Radamacher Ida, ed. (February, 2002). "Working with Value: Industry-Specific Approaches to Workforce Development, a Synthesis of Findings". Aspen Institute Economic Opportunities Program, Accessed 1/17/08, Available at: http://www.aspenwsi.org/publications/02-008.pdf Oklahoma's Governor's Council for Workforce and Economic Development includes representatives from: The State Legislature and Senate, Career and Technology Education, Oklahoma Aeronautics Commission, Employment Security Commission, Oklahoma State Building and Construction, the Office of Public Instruction, Oklahoma Labor Management Coordination Program, AFL CIO, Oklahoma Department of Human Services, State Regents for Higher Education, Oklahoma Association of Workforce Investment Boards, Department of Rehabilitation Services, Oklahoma Department of Commerce, and numerous private sector organizations. Retrieved 02/01/08. A full listing is available at: http://staging.okcommerce.gov/test1/dmdocuments/Governors_Council_Members_0401081994.doc.

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8

Louisiana Recovery Authority, Mission Statement. Retrieved 2/11/08. Available at: http://lra.louisiana.gov/mission.html.

11

State of Tennessee, Office of the Governor (Phil Bredesen). Executive Order 6 (6th March, 2003). Retrieved 01/18/08. Available at: http://www.state.tn.us/sos/pub/execorders/exec-orders-bred6.pdf

12

Progressive Policy Institute & Democratic Leadership Council (Jan. 2007). "New Dem of the Week: Phil Bredesen". Retrieved 01/18/08. Available at: http://www.ndol.org/ndol_ci.cfm?kaid=450015&subid=900151&contentid=254163. Herald Dispatch.com, 2/2/2008, "Expert Cites Business Input as a Key Factor." Retrieved 2/11/2008. Available at: http://www.herald-dispatch.com/news/x728248932

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MDC, Inc. "Generations of Progress A Future of Our Choice: Mississippi Workforce and Economic Competitiveness." Retrieved 2/9/2008. Available at: http://www.mdcinc.org/docs/Generations.pdf

The Palmetto Institute. 09/2006. Workforce Innovation Network (WIN) Project: Preliminary Evaluation and Recommendations.

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Director, Governor's Office of Workforce Development, NNSP research interview 08/29/07

Georgia State Workforce Investment Board, Governor's Office of Workforce Development, (9/25/2006). "Report of Progress", Retrieved 01/18/08. Available at: http://gowfd.org/00/articleX/0,2510,59756011_59758151_67691158,00.html.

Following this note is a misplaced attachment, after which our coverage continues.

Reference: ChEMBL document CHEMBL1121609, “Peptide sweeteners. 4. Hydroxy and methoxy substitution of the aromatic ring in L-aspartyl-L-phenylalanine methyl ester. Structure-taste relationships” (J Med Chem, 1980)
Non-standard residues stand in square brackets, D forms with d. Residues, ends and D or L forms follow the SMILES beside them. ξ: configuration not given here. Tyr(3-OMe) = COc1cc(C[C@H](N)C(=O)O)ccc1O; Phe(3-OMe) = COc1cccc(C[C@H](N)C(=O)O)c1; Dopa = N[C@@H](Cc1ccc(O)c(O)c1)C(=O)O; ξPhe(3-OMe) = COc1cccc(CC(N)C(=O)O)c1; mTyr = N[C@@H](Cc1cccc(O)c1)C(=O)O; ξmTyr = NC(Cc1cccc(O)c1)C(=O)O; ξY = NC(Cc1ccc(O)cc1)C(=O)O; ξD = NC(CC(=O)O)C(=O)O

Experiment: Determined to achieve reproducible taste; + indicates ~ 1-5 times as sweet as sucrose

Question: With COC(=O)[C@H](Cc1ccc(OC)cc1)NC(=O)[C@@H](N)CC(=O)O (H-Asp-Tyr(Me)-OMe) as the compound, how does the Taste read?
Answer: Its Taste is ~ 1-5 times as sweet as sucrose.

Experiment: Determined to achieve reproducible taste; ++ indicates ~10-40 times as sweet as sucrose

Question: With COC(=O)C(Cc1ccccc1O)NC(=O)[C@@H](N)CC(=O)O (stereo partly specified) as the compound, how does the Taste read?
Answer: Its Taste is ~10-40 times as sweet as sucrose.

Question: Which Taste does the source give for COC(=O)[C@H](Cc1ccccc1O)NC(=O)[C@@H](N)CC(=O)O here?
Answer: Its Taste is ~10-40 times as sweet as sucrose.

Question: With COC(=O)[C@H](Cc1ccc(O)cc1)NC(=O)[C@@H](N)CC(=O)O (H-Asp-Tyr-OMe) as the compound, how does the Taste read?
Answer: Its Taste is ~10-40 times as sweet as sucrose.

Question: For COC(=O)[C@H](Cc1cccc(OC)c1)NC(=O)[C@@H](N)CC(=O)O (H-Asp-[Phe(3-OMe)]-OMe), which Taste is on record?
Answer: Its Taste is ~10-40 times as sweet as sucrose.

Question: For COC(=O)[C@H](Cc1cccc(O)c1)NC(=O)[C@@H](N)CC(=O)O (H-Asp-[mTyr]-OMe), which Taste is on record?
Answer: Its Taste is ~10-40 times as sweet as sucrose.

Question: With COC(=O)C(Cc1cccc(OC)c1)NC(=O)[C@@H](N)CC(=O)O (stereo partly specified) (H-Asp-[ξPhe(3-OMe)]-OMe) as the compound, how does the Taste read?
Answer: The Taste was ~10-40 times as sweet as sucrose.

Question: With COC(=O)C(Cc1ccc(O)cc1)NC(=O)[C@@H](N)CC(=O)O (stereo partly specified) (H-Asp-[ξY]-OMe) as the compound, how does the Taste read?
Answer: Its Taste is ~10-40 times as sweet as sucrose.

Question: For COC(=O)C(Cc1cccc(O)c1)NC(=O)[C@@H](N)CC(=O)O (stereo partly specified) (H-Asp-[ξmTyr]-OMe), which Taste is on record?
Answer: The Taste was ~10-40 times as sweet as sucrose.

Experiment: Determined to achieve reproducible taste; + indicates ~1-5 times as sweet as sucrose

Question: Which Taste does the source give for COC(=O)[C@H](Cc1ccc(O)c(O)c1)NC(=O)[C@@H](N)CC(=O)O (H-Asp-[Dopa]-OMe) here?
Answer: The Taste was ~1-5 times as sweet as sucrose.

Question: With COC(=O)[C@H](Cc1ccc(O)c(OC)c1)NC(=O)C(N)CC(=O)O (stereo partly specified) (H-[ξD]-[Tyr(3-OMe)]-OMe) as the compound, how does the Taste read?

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State of Alabama, Office of the Governor (Bob Riley), Executive Order 17, Feb. 2004. Retrieved 02/01/08. Available at: http://www.governorpress.state.al.us/pr/ex-17-2004-02-19.asp Oklahoma Department of Commerce, "2006 Employer Workforce Survey." Retrieved 1/18/2008. Available at: http://staging.okcommerce.gov/test1/dmdocuments/Workforce_Survey_Report_2006_1007072208.pdf Oklahoma Department of Commerce, "Oklahoma's Aerospace Industry Workforce: 2007 Report." Retrieved 02/09/08. Available at: http://staging.okcommerce.gov/test1/dmdocuments/Oklahoma_Aerospace_Industry_Workforce_Report_2 007_0108072231.pdf Oklahoma Department of Commerce, Press Release (04/10/2006). "Health Care Industry Analysis." Retrieved 02/11/08. Available at: http://www.okcommerce.gov/index.php?option=com_pressreleases&sectionid=8&Itemid=0&id=604&print =yes Kentucky Community and Technical College System, "In the Eye of the Storm: Confronting Kentucky's Looming Workforce Crisis." Retrieved 02/10/2008. http://www.kctcs.edu/compete/kctcs_ceo_summary_report.pdf State Of Georgia, Office Of The Governor, Press Release (7/27/07) "Governor Purdue Announces Certified Work Ready Region Grants." Retrieved 01/18/08.Available at: http://gaworkready.org/common/docs/STATE_OF_GEORGIA.pdf North Carolina Department of Commerce (6/15/2007). "Guidelines to Apply for Planning Grants for Allied Health Regional Skills Partnerships", Retrieved 02/01/08. Available at: http://www.nccommerce.com/en/AboutDOC/CommerceBoardsCommissions/NorthCarolinaCommissionO nWorkforceDevelopment/ProjectsAndInitiatives/ Artee Williams, Director, Arkansas Department of Workforce Services, NNSP research interview 09/18/2007